Independent Baptist churches (some also called Independent Fundamental Baptist, or IFB) are Christian congregations, generally holding to conservative (primarily fundamentalist) Baptist beliefs. The term "independent" refers to the doctrinal position of church autonomy and a refusal to join any affiliated convention or hierarchical structure.
The Independent Baptist tradition began in the late 19th and early 20th centuries among local denominational Baptist congregations concerned about the perceived advancement of modernism and liberalism into national Baptist denominations and conventions in the United States and United Kingdom.
In response to the concerns, some local Baptist churches separated en masse from their former denominations and conventions and reestablished the congregations as Independent Baptist churches. In other cases, the more conservative members of existing churches withdrew from their local congregation and set about establishing new Independent Baptist churches.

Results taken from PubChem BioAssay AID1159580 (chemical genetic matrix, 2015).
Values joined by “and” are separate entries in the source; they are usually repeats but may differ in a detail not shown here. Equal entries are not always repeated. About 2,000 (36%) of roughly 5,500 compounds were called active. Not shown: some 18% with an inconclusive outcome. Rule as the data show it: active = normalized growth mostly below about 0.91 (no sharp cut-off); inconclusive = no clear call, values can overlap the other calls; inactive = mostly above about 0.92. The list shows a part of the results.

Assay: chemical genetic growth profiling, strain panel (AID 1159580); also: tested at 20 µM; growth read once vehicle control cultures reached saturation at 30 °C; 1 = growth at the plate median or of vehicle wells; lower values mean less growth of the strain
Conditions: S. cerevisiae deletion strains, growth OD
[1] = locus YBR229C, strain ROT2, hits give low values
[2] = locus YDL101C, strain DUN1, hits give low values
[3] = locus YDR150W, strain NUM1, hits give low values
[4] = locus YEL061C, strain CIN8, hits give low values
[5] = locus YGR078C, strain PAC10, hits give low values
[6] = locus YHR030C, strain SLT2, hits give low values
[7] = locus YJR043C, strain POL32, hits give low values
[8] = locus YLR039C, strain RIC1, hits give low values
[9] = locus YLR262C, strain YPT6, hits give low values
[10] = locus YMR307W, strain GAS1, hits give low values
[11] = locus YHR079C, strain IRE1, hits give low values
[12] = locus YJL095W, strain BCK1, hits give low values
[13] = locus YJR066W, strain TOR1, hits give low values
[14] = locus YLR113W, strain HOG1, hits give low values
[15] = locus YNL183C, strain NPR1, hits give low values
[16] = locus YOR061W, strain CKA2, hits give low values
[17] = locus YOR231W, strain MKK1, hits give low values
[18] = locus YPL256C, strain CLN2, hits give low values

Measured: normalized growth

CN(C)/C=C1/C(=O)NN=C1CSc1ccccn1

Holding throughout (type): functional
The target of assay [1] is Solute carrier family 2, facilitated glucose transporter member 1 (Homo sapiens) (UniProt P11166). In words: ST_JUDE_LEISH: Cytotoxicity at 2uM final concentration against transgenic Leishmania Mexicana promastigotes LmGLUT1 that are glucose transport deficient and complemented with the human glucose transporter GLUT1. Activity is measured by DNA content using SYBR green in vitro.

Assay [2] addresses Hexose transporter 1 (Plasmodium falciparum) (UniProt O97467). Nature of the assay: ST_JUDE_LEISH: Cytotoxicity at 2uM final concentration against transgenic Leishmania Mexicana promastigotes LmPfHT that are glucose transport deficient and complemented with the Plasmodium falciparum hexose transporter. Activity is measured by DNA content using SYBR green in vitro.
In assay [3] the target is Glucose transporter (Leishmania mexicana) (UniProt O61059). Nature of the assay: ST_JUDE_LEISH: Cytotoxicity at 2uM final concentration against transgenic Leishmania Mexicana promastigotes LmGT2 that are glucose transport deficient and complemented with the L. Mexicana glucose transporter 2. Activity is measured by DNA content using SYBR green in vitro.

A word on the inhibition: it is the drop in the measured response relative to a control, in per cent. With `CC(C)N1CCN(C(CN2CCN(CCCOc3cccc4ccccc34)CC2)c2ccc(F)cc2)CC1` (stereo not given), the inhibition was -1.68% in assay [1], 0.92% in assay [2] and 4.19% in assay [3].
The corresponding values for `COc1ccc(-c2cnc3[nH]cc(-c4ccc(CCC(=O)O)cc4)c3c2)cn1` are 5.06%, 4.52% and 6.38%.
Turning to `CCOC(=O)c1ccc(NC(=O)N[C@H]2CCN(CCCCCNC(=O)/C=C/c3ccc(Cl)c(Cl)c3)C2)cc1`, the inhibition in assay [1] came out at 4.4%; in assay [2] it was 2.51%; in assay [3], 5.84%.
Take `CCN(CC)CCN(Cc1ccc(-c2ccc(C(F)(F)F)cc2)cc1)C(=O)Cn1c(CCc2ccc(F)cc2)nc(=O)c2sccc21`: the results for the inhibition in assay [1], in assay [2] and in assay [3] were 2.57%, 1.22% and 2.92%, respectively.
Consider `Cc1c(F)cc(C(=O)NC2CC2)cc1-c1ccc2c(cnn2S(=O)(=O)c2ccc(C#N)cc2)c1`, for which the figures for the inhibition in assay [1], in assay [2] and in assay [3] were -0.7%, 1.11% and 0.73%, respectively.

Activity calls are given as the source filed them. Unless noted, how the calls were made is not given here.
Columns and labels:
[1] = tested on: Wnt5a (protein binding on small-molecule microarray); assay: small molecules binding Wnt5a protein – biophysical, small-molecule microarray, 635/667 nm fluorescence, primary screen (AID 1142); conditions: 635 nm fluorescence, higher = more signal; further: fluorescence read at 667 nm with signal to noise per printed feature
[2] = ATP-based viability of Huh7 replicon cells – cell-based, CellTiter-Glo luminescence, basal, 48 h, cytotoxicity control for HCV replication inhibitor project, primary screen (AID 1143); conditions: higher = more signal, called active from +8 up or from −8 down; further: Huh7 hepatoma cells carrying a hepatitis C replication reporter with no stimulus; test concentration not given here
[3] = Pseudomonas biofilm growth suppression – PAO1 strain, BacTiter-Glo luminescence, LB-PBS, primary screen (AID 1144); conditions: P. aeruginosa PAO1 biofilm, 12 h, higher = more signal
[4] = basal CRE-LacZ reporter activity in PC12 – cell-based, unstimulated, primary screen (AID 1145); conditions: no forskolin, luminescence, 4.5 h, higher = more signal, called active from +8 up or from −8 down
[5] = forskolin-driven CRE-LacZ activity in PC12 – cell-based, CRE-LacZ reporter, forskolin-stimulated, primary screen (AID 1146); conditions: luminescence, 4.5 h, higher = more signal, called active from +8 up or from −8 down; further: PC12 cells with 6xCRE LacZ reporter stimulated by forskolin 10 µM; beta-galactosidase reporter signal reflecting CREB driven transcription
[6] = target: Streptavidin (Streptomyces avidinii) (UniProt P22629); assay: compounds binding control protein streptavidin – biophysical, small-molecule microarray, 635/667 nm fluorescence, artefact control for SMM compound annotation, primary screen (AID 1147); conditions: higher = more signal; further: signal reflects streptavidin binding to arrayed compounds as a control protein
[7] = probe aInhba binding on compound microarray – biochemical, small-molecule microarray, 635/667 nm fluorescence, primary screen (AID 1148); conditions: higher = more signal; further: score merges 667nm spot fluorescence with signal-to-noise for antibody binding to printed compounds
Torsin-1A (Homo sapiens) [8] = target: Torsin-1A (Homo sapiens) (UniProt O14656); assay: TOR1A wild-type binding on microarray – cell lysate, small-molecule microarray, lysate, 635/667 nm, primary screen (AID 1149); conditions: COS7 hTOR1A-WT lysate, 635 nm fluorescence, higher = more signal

Members of Independent Baptist churches comprised two and a half percent of the United States adult population according to a 2008 survey. According to the same survey, they represent between ten and fifteen percent of adults who consider themselves Baptist.
- Marsden; George M. (1980). Fundamentalism and American Culture. Oxford: Oxford University Press. ISBN 0-19-502758-2
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